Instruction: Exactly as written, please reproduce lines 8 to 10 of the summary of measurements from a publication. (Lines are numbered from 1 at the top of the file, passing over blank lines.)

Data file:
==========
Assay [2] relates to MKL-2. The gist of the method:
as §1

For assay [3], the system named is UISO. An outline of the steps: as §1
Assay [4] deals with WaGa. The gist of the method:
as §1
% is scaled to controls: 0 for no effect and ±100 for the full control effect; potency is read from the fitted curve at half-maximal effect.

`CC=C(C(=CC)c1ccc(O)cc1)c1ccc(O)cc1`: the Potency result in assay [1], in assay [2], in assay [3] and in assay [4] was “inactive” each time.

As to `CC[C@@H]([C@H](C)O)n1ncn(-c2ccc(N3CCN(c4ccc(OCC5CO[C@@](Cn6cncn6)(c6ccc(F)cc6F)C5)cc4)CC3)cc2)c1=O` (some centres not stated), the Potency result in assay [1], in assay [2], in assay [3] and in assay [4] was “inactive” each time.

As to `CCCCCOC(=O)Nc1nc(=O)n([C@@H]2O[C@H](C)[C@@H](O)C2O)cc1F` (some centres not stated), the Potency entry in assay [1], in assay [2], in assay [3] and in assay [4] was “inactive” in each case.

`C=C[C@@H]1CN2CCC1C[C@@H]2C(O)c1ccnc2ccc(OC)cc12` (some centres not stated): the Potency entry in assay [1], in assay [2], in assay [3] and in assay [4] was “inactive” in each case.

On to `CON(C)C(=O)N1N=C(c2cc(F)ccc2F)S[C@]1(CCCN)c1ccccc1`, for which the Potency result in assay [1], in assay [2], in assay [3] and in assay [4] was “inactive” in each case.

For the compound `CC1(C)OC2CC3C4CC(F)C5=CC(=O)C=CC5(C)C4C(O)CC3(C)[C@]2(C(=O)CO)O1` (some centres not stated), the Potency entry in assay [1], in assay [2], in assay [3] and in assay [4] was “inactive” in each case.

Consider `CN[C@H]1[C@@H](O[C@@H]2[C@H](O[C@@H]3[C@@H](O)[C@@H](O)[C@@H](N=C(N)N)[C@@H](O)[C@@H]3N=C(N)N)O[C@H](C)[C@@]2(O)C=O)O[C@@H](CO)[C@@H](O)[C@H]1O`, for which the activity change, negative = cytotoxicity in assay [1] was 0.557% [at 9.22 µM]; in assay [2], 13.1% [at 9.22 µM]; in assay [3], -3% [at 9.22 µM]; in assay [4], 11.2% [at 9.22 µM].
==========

As to `CC[C@@H]([C@H](C)O)n1ncn(-c2ccc(N3CCN(c4ccc(OCC5CO[C@@](Cn6cncn6)(c6ccc(F)cc6F)C5)cc4)CC3)cc2)c1=O` (some centres not stated), the Potency result in assay [1], in assay [2], in assay [3] and in assay [4] was “inactive” each time.

As to `CCCCCOC(=O)Nc1nc(=O)n([C@@H]2O[C@H](C)[C@@H](O)C2O)cc1F` (some centres not stated), the Potency entry in assay [1], in assay [2], in assay [3] and in assay [4] was “inactive” in each case.

`C=C[C@@H]1CN2CCC1C[C@@H]2C(O)c1ccnc2ccc(OC)cc12` (some centres not stated): the Potency entry in assay [1], in assay [2], in assay [3] and in assay [4] was “inactive” in each case.